Russia says talks to extend Syrian lull in fighting to Aleppo

Russia says talks to extend Syrian lull in fighting to Aleppo

Russia says talks to extend Syrian lull in fighting to Aleppo

AFP photo

Russia said on May 1 that talks were taking place to include Aleppo in a temporary lull in fighting declared by the Syrian army in some western parts of the country, a sign of intensified efforts to halt a surge of violence in its former commercial capital.

A senior Russian Defense Ministry official in Moscow, which supports Syrian President Bashar al-Assad, said that negotiations were taking place to “establish a regime of calm also in Aleppo province,” Interfax news agency reported. The official did not say who was negotiating on Aleppo. He said the lull in fighting had been extended around Damascus for another 24 hours.

This past week, Russia and the United States agreed to pressure the parties to hold their fire in the Latakia and Eastern Ghouta, Damascus regions - but Aleppo was left out of the deal.

The Syrian army said the “calm” would last for 24 hours in the capital Damascus and its suburb Eastern Ghouta and for 72 hours in rural areas around the northern city of Latakia.

Nearly 10 days of bombardments by both the government side and insurgents in the city of Aleppo has killed more than 250 people, the Syrian Observatory for Human Rights said, confounding hopes of an end to five years of war. The city was calmer on May 1, the Observatory said, but rebel shellfire hit one area, and there were government air raids on its outskirts.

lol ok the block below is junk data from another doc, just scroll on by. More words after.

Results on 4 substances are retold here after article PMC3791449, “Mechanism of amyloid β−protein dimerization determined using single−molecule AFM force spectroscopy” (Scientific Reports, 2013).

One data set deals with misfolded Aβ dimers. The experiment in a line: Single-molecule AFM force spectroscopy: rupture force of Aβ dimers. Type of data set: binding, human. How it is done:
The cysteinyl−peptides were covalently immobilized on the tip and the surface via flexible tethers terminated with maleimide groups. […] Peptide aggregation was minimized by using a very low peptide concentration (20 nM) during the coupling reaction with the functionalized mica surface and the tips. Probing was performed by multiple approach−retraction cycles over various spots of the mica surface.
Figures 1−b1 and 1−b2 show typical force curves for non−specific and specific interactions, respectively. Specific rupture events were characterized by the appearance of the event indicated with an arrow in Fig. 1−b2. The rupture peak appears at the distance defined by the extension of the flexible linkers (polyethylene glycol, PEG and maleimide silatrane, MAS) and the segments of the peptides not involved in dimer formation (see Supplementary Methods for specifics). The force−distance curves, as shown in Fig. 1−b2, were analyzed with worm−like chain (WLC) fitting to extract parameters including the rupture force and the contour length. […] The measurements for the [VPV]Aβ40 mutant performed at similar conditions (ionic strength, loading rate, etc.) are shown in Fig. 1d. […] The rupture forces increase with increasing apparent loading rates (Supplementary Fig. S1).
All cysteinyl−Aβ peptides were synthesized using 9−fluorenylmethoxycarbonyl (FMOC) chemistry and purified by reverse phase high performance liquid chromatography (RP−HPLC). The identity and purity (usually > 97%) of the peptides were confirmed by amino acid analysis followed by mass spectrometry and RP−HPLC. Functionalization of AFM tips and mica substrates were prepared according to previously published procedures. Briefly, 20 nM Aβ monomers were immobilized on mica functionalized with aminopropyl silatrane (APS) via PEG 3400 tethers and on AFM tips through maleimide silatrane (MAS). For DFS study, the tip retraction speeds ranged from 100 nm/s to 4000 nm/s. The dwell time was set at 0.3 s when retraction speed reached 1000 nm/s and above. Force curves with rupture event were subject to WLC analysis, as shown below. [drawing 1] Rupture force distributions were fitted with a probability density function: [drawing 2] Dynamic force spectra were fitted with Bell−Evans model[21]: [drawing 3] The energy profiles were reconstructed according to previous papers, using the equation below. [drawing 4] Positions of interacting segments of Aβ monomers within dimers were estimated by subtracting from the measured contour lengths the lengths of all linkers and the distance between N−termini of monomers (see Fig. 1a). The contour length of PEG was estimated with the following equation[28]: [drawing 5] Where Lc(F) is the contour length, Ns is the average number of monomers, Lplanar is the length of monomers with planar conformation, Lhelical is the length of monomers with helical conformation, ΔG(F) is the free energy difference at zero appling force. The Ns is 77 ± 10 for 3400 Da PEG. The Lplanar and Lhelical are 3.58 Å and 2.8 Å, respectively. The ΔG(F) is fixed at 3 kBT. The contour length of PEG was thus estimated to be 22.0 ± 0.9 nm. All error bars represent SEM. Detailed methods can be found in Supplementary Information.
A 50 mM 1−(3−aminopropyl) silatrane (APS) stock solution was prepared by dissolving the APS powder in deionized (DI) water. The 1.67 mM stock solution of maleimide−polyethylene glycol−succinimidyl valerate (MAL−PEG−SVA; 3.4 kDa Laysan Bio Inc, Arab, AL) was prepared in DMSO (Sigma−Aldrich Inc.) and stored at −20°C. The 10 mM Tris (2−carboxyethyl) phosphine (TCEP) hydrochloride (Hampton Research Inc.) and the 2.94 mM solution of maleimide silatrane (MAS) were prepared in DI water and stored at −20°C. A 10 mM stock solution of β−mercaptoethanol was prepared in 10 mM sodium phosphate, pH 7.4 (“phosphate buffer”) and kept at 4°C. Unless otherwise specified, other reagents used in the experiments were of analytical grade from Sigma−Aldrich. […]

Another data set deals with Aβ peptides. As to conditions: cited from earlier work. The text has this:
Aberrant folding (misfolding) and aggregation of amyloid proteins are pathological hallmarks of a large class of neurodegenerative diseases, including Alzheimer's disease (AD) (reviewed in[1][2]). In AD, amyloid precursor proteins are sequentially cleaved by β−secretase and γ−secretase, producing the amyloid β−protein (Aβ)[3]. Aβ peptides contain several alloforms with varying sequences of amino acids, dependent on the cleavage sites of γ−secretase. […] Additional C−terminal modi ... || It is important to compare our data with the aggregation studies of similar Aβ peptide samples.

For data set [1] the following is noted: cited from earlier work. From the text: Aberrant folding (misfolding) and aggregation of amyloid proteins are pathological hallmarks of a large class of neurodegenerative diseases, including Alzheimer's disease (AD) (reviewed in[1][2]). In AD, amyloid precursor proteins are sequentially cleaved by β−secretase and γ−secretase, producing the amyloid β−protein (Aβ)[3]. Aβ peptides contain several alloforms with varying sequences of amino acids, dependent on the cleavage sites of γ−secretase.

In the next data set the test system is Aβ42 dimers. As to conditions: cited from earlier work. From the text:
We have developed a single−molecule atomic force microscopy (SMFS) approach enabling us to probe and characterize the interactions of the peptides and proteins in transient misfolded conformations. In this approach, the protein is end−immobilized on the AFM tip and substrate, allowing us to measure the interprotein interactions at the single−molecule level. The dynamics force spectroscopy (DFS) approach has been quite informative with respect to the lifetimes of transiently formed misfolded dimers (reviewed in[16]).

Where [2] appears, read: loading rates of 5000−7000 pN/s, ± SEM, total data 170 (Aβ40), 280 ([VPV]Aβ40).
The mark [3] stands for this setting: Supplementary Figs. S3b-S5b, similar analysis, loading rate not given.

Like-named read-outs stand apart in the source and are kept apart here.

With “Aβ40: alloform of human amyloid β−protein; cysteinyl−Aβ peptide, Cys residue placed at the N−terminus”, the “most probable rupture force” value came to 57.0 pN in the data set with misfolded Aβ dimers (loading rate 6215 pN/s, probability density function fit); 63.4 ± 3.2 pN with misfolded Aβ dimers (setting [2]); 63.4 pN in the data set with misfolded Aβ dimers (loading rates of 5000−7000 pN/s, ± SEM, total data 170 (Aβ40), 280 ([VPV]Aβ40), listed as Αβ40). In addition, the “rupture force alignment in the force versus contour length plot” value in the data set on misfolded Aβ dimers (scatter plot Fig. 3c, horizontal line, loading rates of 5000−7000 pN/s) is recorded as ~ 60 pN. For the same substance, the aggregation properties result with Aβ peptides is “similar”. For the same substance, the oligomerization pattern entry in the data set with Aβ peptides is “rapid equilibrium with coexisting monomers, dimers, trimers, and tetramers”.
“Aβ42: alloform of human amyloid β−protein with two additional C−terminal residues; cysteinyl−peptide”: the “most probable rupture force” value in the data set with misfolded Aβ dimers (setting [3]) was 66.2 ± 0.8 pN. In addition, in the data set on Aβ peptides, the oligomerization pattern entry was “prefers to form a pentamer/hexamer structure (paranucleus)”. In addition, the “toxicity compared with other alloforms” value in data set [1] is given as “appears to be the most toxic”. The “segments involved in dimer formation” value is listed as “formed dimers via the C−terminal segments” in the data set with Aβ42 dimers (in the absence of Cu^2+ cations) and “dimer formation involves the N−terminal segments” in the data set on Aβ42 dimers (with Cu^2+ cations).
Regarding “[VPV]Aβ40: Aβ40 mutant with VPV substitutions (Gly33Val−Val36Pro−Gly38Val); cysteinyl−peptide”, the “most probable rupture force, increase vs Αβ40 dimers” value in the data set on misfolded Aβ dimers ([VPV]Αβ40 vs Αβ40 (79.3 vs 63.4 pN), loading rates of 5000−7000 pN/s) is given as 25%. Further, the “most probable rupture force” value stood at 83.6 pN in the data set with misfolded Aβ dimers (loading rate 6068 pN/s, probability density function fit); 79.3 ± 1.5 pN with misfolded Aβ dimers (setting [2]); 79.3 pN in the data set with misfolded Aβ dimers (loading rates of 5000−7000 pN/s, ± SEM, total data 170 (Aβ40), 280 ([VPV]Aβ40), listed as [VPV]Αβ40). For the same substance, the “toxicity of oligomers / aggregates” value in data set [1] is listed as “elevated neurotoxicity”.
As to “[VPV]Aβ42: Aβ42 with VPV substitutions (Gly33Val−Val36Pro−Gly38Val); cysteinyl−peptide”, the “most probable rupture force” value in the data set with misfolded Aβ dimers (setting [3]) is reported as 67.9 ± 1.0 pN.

At least five people were killed in Aleppo early on April 30 in air strikes believed to have been carried out by Syrian government warplanes, the Observatory said. 

U.S. Secretary of State John Kerry, who was due to travel to Geneva on May 1 to discuss Syria with his Jordanian and Saudi counterparts and the U.N.’s special envoy Staffan de Mistura, said efforts to revive a cessation of hostilities must include Aleppo. 

The U.S. State Department said Washington wanted Russia to put pressure on its ally Assad to stop “indiscriminate aerial attacks” in Aleppo, and which has long been split between government- and opposition-held areas of control. 

But Russian Deputy Foreign Minister Gennady Gatilov said April 30 that Russia would not ask the Syrian regime to halt air raids on the war-ravaged city of Aleppo, as it believes they are helping to combat jihadist groups.